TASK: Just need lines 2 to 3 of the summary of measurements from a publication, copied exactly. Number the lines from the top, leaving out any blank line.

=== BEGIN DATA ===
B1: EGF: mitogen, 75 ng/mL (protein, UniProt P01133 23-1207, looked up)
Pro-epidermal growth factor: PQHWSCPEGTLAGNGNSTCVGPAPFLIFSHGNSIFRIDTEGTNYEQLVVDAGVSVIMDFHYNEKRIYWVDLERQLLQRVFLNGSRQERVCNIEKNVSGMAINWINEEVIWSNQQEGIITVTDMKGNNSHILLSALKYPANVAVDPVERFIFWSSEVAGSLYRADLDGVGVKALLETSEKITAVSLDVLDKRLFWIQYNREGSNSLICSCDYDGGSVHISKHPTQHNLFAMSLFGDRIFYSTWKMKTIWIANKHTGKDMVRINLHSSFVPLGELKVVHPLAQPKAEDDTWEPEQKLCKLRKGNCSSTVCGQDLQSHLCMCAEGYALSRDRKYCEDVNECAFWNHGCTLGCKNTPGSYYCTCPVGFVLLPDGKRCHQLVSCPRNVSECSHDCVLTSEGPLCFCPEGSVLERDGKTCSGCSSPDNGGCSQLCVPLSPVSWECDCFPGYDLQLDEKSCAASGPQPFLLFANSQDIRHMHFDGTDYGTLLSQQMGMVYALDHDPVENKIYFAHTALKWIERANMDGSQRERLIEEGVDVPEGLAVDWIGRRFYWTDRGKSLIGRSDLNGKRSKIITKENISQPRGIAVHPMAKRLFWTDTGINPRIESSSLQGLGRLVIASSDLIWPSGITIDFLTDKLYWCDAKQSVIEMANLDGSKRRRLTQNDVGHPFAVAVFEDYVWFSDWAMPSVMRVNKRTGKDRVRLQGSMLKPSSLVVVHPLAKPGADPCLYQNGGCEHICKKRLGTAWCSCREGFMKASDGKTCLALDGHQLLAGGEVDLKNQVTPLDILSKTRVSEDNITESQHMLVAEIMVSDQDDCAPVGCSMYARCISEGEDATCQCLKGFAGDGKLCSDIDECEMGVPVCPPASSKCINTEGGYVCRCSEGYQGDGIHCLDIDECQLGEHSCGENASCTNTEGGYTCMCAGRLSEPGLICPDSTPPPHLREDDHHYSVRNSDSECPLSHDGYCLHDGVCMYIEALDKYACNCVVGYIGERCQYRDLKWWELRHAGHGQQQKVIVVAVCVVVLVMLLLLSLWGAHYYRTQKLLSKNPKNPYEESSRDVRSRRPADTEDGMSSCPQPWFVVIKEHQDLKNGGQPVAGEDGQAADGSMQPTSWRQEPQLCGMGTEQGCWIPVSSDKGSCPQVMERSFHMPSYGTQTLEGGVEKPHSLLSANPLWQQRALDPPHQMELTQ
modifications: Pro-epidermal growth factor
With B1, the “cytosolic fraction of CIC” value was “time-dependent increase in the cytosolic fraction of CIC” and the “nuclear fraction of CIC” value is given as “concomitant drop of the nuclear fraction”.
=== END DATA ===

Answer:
Pro-epidermal growth factor: PQHWSCPEGTLAGNGNSTCVGPAPFLIFSHGNSIFRIDTEGTNYEQLVVDAGVSVIMDFHYNEKRIYWVDLERQLLQRVFLNGSRQERVCNIEKNVSGMAINWINEEVIWSNQQEGIITVTDMKGNNSHILLSALKYPANVAVDPVERFIFWSSEVAGSLYRADLDGVGVKALLETSEKITAVSLDVLDKRLFWIQYNREGSNSLICSCDYDGGSVHISKHPTQHNLFAMSLFGDRIFYSTWKMKTIWIANKHTGKDMVRINLHSSFVPLGELKVVHPLAQPKAEDDTWEPEQKLCKLRKGNCSSTVCGQDLQSHLCMCAEGYALSRDRKYCEDVNECAFWNHGCTLGCKNTPGSYYCTCPVGFVLLPDGKRCHQLVSCPRNVSECSHDCVLTSEGPLCFCPEGSVLERDGKTCSGCSSPDNGGCSQLCVPLSPVSWECDCFPGYDLQLDEKSCAASGPQPFLLFANSQDIRHMHFDGTDYGTLLSQQMGMVYALDHDPVENKIYFAHTALKWIERANMDGSQRERLIEEGVDVPEGLAVDWIGRRFYWTDRGKSLIGRSDLNGKRSKIITKENISQPRGIAVHPMAKRLFWTDTGINPRIESSSLQGLGRLVIASSDLIWPSGITIDFLTDKLYWCDAKQSVIEMANLDGSKRRRLTQNDVGHPFAVAVFEDYVWFSDWAMPSVMRVNKRTGKDRVRLQGSMLKPSSLVVVHPLAKPGADPCLYQNGGCEHICKKRLGTAWCSCREGFMKASDGKTCLALDGHQLLAGGEVDLKNQVTPLDILSKTRVSEDNITESQHMLVAEIMVSDQDDCAPVGCSMYARCISEGEDATCQCLKGFAGDGKLCSDIDECEMGVPVCPPASSKCINTEGGYVCRCSEGYQGDGIHCLDIDECQLGEHSCGENASCTNTEGGYTCMCAGRLSEPGLICPDSTPPPHLREDDHHYSVRNSDSECPLSHDGYCLHDGVCMYIEALDKYACNCVVGYIGERCQYRDLKWWELRHAGHGQQQKVIVVAVCVVVLVMLLLLSLWGAHYYRTQKLLSKNPKNPYEESSRDVRSRRPADTEDGMSSCPQPWFVVIKEHQDLKNGGQPVAGEDGQAADGSMQPTSWRQEPQLCGMGTEQGCWIPVSSDKGSCPQVMERSFHMPSYGTQTLEGGVEKPHSLLSANPLWQQRALDPPHQMELTQ
modifications: Pro-epidermal growth factor